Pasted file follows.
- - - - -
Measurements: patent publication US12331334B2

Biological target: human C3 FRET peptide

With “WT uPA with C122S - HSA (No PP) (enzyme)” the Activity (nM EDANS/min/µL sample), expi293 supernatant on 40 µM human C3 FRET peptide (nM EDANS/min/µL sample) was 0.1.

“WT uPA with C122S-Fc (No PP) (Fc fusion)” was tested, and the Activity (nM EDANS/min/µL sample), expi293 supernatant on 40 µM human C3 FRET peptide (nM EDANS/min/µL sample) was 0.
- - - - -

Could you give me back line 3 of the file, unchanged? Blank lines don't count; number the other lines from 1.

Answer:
With “WT uPA with C122S - HSA (No PP) (enzyme)” the Activity (nM EDANS/min/µL sample), expi293 supernatant on 40 µM human C3 FRET peptide (nM EDANS/min/µL sample) was 0.1.